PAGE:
It began with Winfred Van Atta’s Shock Treatment -“More terrifying than Psycho. More revealing than The Caretakers” (I don’t know what The Caretakers is, but I will research)
Then it was a copy of Two Screenplays by Jean Cocteau published by Pelicans, followed by Phase IV – “a race of super ants delivers an ultimatum to mankind – ADAPT OR DIE!” You may remember the film directed by Saul Bass.
Then, it went crazy – the first US publication of Peter Watkins’ The War Game , the play about nuclear war that was banned by the BBC for 20 years, the US film tie in for Get Carter, Dick Gregory’s From the Back of the Bus, Hedy Lamarr’s Ecstasy and Me, a first edition of Yonder, stories by the brilliant Twilight Zone writer Charles Beaumont, a grubby but interesting illustrated edition of Susan Cooper’s The Dark is Rising and much, much more. I also bought a copy of Kings of Kings, a book all about the Jesus movie which also contained separate photographs of Jeffrey Hunter as a very blue eyed messiah.
It was $64 well spent.
Utah Books and Magazines is beautiful chaos. It is ordered, but has that exciting ramshackle quality that means the unexpected is always a thrilling possibility. You leave knowing there was something in the shop that you didn’t find this time, but it is there.
I also enjoyed the conversation between the owners which seemed to be about a man so drunk he could not mount his bicycle and a woman who was utterly furious with him. Rather than a carrier bag, I was given a proper shoulder bag which included three new pens as they come from the owners brother’s company that is going out of business. I walked proudly down Main Street and started working out my plans to get all these darn books fedexed home.
When I meet up with Brian and Steph, they tell me they had imagined returning to the shop and finding it boarded up. Any hint of me would also be long gone. I was sucked into a ghost shop and now my soul would be ricocheting around a hell library.
In my version, they would return and find me now behind the counter as if I had always been there. Like the priest that guards the gate of Hell, I would now be the sentinel of the books and ephemera.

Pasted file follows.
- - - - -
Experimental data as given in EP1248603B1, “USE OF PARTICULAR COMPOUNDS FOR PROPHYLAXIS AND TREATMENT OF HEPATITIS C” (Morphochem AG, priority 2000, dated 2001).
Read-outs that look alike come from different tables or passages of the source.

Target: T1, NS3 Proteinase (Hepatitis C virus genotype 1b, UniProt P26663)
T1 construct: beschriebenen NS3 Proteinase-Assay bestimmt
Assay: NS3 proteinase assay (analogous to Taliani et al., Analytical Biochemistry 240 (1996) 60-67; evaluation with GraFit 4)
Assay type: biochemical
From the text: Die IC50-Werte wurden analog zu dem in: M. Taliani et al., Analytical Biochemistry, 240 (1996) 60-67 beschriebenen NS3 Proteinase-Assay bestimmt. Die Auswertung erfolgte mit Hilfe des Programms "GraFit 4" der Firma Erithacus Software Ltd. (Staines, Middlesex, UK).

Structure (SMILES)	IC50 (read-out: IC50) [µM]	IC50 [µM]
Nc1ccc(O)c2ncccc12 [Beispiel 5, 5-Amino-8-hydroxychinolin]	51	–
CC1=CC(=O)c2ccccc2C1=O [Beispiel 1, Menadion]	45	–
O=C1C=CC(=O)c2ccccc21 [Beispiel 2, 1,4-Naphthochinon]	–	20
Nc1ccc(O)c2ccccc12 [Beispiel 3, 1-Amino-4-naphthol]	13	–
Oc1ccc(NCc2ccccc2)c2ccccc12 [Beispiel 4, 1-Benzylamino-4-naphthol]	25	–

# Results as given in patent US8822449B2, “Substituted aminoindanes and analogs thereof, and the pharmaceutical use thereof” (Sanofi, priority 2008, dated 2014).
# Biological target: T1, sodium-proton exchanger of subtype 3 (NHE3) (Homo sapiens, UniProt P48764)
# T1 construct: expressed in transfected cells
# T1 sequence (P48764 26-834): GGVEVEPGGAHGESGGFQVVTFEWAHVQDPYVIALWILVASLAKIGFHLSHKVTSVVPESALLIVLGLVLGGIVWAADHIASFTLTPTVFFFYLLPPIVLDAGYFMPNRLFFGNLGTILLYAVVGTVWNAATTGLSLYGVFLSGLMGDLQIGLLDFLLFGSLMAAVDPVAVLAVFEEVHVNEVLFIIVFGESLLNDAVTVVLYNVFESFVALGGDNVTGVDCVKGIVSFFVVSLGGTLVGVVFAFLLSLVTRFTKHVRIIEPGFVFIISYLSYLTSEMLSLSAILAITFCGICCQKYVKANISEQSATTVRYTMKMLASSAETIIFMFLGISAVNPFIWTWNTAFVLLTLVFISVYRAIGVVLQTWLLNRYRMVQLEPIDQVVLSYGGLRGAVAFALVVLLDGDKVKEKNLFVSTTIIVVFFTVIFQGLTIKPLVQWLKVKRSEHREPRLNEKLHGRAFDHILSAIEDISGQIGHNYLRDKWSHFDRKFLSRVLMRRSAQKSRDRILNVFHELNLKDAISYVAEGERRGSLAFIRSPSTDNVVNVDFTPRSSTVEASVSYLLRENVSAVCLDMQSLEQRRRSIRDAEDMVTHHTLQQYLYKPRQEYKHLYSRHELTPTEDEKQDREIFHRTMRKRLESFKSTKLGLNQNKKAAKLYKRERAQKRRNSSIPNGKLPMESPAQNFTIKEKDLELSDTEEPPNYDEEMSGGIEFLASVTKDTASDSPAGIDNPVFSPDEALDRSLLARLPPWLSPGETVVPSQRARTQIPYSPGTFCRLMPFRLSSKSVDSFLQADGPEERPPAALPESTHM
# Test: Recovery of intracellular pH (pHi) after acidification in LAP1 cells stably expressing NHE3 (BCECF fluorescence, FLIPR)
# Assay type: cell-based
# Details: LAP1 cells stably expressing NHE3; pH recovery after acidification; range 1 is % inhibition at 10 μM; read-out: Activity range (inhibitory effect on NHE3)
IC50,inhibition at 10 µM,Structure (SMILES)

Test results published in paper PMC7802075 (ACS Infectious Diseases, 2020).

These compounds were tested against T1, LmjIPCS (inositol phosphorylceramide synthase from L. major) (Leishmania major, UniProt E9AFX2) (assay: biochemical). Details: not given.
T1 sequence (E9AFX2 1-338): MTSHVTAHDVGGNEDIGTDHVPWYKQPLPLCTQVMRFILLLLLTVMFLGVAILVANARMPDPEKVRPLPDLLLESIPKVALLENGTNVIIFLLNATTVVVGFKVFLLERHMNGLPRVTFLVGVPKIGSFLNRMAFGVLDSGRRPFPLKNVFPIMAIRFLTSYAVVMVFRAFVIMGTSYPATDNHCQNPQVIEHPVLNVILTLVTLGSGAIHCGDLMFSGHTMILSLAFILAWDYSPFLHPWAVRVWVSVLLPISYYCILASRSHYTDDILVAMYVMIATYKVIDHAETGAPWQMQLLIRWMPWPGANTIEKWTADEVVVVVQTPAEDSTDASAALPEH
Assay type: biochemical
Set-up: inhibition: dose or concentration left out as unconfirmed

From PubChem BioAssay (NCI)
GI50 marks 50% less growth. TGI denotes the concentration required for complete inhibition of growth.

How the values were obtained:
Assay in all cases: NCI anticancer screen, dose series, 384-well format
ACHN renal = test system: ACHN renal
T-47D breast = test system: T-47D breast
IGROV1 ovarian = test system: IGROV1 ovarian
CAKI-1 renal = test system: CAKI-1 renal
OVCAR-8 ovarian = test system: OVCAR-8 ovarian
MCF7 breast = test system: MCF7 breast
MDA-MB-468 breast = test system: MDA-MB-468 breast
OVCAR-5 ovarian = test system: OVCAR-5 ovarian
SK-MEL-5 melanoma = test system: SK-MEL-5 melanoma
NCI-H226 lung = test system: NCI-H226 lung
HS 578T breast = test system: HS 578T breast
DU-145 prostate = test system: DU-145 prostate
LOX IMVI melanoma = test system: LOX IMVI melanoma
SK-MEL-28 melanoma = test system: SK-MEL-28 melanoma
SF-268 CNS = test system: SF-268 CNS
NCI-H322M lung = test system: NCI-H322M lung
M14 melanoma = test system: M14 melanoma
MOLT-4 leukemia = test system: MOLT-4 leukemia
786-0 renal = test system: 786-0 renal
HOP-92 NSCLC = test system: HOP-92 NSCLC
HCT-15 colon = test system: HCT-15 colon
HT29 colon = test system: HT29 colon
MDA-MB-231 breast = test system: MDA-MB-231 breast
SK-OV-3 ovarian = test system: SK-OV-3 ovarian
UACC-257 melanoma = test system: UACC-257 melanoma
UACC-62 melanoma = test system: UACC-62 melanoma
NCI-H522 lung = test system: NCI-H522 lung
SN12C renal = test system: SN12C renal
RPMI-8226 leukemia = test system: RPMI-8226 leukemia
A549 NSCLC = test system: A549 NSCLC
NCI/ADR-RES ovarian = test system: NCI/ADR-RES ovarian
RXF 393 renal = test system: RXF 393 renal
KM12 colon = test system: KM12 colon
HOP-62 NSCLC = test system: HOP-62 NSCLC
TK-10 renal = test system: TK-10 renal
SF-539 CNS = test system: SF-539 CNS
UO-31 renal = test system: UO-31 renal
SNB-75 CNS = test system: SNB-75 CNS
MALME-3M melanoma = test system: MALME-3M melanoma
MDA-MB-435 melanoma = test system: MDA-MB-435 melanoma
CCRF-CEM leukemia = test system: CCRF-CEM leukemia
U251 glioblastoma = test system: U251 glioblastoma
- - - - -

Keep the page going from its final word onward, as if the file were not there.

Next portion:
Tomorrow, I have plans to have breakfast at Mark of The Beastro, a diner that combines veganism with Satanism by the looks of things.
From what I have seen of Salt Lake City so far, I like it very much (and I just didn’t spend the whole afternoon in the bookshop, just half of it). Knowing that it is built on a single religion with some eccentricities (I cannot think of any religion free of eccentricities, it is part of the package) my mind couldn’t help but keep storyboarding scenes somewhere between The Stepford Wives and Rosemary’s Baby when I saw some very happy couples walk by. Though maybe the Denton of Richard O Brien’s Shock Treatment may be closer to the mark. I kept seeing that opening scene where the couple who have just moved to the area are invited to a drinks party where the beaming friendliness is ominous.
“Oh my, I think that punch was a little stronger than I thought, Jean”
“Don’t worry, Lucy, you go and lie down on my bed and ignore any realistic dreams you have about prepaid goblins”.
I think this might also have been caused by watching the whole series of Severance in the last couple of weeks.
Listen to the Horizons tour podcast, Taking the Universe Around the World HERE
Robin Ince is a multi-award winning comedian, writer and broadcaster. As well as spending decades as one the UK’s most respected stand-ups, Robin is perhaps best known for co-hosting The Infinite Monkey Cage radio show with Brian Cox. For his work on projects like Cosmic Shambles he was made an Honorary Doctor of Science by Royal Holloway, University of London. His latest book, The Importance of Being Interested is out now.